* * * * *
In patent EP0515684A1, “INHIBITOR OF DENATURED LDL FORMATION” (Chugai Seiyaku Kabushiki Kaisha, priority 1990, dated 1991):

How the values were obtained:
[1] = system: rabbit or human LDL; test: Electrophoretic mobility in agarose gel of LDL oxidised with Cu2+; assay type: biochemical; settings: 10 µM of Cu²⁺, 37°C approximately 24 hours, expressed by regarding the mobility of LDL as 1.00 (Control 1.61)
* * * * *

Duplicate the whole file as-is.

In patent EP0515684A1, “INHIBITOR OF DENATURED LDL FORMATION” (Chugai Seiyaku Kabushiki Kaisha, priority 1990, dated 1991):

How the values were obtained:
[1] = system: rabbit or human LDL; test: Electrophoretic mobility in agarose gel of LDL oxidised with Cu2+; assay type: biochemical; settings: 10 µM of Cu²⁺, 37°C approximately 24 hours, expressed by regarding the mobility of LDL as 1.00 (Control 1.61)